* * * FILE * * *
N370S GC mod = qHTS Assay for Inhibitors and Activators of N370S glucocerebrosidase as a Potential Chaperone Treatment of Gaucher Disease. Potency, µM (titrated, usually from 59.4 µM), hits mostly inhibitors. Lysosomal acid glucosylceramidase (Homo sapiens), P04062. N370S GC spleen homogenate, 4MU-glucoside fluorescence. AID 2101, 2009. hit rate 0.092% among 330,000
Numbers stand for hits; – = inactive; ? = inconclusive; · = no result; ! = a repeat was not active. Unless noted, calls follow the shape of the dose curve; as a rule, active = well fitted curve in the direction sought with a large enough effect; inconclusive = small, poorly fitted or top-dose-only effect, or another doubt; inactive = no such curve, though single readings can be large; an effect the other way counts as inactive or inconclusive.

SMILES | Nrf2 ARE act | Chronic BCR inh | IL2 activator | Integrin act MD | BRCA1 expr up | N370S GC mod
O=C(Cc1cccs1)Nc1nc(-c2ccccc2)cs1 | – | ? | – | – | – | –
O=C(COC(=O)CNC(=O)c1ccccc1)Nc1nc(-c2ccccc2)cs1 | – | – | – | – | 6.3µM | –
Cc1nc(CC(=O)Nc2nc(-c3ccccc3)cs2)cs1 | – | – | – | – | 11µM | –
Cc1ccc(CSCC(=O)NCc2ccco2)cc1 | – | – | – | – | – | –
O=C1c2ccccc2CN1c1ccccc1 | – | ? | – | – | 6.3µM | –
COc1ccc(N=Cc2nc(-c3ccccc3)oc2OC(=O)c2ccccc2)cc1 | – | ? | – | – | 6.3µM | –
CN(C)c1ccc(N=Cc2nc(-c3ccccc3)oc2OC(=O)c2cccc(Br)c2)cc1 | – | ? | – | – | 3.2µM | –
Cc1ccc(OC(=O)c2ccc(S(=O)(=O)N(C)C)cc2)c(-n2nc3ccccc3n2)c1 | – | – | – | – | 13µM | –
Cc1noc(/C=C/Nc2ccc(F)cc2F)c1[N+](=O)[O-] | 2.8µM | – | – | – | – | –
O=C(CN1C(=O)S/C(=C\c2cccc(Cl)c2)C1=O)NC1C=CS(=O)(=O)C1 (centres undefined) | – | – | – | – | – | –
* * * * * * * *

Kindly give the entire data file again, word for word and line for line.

N370S GC mod = qHTS Assay for Inhibitors and Activators of N370S glucocerebrosidase as a Potential Chaperone Treatment of Gaucher Disease. Potency, µM (titrated, usually from 59.4 µM), hits mostly inhibitors. Lysosomal acid glucosylceramidase (Homo sapiens), P04062. N370S GC spleen homogenate, 4MU-glucoside fluorescence. AID 2101, 2009. hit rate 0.092% among 330,000
Numbers stand for hits; – = inactive; ? = inconclusive; · = no result; ! = a repeat was not active. Unless noted, calls follow the shape of the dose curve; as a rule, active = well fitted curve in the direction sought with a large enough effect; inconclusive = small, poorly fitted or top-dose-only effect, or another doubt; inactive = no such curve, though single readings can be large; an effect the other way counts as inactive or inconclusive.

SMILES | Nrf2 ARE act | Chronic BCR inh | IL2 activator | Integrin act MD | BRCA1 expr up | N370S GC mod
O=C(Cc1cccs1)Nc1nc(-c2ccccc2)cs1 | – | ? | – | – | – | –
O=C(COC(=O)CNC(=O)c1ccccc1)Nc1nc(-c2ccccc2)cs1 | – | – | – | – | 6.3µM | –
Cc1nc(CC(=O)Nc2nc(-c3ccccc3)cs2)cs1 | – | – | – | – | 11µM | –
Cc1ccc(CSCC(=O)NCc2ccco2)cc1 | – | – | – | – | – | –
O=C1c2ccccc2CN1c1ccccc1 | – | ? | – | – | 6.3µM | –
COc1ccc(N=Cc2nc(-c3ccccc3)oc2OC(=O)c2ccccc2)cc1 | – | ? | – | – | 6.3µM | –
CN(C)c1ccc(N=Cc2nc(-c3ccccc3)oc2OC(=O)c2cccc(Br)c2)cc1 | – | ? | – | – | 3.2µM | –
Cc1ccc(OC(=O)c2ccc(S(=O)(=O)N(C)C)cc2)c(-n2nc3ccccc3n2)c1 | – | – | – | – | 13µM | –
Cc1noc(/C=C/Nc2ccc(F)cc2F)c1[N+](=O)[O-] | 2.8µM | – | – | – | – | –
O=C(CN1C(=O)S/C(=C\c2cccc(Cl)c2)C1=O)NC1C=CS(=O)(=O)C1 (centres undefined) | – | – | – | – | – | –